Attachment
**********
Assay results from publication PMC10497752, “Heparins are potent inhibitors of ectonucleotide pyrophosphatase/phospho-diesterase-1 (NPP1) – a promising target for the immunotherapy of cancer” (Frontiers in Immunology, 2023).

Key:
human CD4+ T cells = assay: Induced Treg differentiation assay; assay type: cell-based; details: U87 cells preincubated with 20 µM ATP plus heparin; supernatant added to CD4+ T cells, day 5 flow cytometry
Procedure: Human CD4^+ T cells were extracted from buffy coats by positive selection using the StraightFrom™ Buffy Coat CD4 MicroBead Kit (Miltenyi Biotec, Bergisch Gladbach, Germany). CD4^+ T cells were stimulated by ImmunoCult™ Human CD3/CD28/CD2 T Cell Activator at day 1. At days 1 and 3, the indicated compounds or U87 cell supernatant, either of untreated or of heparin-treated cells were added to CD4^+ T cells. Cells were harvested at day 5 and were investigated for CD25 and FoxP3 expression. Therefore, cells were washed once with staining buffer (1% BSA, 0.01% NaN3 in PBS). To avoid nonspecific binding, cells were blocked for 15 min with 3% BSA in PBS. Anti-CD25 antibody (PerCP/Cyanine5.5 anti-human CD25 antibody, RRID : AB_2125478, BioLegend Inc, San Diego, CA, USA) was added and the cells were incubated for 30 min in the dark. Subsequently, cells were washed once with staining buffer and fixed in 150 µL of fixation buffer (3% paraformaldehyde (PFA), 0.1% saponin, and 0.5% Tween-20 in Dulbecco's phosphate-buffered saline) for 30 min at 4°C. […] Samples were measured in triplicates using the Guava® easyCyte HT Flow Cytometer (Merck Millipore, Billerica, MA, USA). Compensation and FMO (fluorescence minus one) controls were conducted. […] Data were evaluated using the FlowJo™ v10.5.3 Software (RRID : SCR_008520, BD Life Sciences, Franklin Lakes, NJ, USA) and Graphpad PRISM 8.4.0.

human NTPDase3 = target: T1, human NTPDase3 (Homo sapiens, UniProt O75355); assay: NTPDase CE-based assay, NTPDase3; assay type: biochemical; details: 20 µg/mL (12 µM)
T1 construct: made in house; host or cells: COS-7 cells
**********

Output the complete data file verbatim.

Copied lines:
Assay results from publication PMC10497752, “Heparins are potent inhibitors of ectonucleotide pyrophosphatase/phospho-diesterase-1 (NPP1) – a promising target for the immunotherapy of cancer” (Frontiers in Immunology, 2023).

Key:
human CD4+ T cells = assay: Induced Treg differentiation assay; assay type: cell-based; details: U87 cells preincubated with 20 µM ATP plus heparin; supernatant added to CD4+ T cells, day 5 flow cytometry
Procedure: Human CD4^+ T cells were extracted from buffy coats by positive selection using the StraightFrom™ Buffy Coat CD4 MicroBead Kit (Miltenyi Biotec, Bergisch Gladbach, Germany). CD4^+ T cells were stimulated by ImmunoCult™ Human CD3/CD28/CD2 T Cell Activator at day 1. At days 1 and 3, the indicated compounds or U87 cell supernatant, either of untreated or of heparin-treated cells were added to CD4^+ T cells. Cells were harvested at day 5 and were investigated for CD25 and FoxP3 expression. Therefore, cells were washed once with staining buffer (1% BSA, 0.01% NaN3 in PBS). To avoid nonspecific binding, cells were blocked for 15 min with 3% BSA in PBS. Anti-CD25 antibody (PerCP/Cyanine5.5 anti-human CD25 antibody, RRID : AB_2125478, BioLegend Inc, San Diego, CA, USA) was added and the cells were incubated for 30 min in the dark. Subsequently, cells were washed once with staining buffer and fixed in 150 µL of fixation buffer (3% paraformaldehyde (PFA), 0.1% saponin, and 0.5% Tween-20 in Dulbecco's phosphate-buffered saline) for 30 min at 4°C. […] Samples were measured in triplicates using the Guava® easyCyte HT Flow Cytometer (Merck Millipore, Billerica, MA, USA). Compensation and FMO (fluorescence minus one) controls were conducted. […] Data were evaluated using the FlowJo™ v10.5.3 Software (RRID : SCR_008520, BD Life Sciences, Franklin Lakes, NJ, USA) and Graphpad PRISM 8.4.0.

human NTPDase3 = target: T1, human NTPDase3 (Homo sapiens, UniProt O75355); assay: NTPDase CE-based assay, NTPDase3; assay type: biochemical; details: 20 µg/mL (12 µM)
T1 construct: made in house; host or cells: COS-7 cells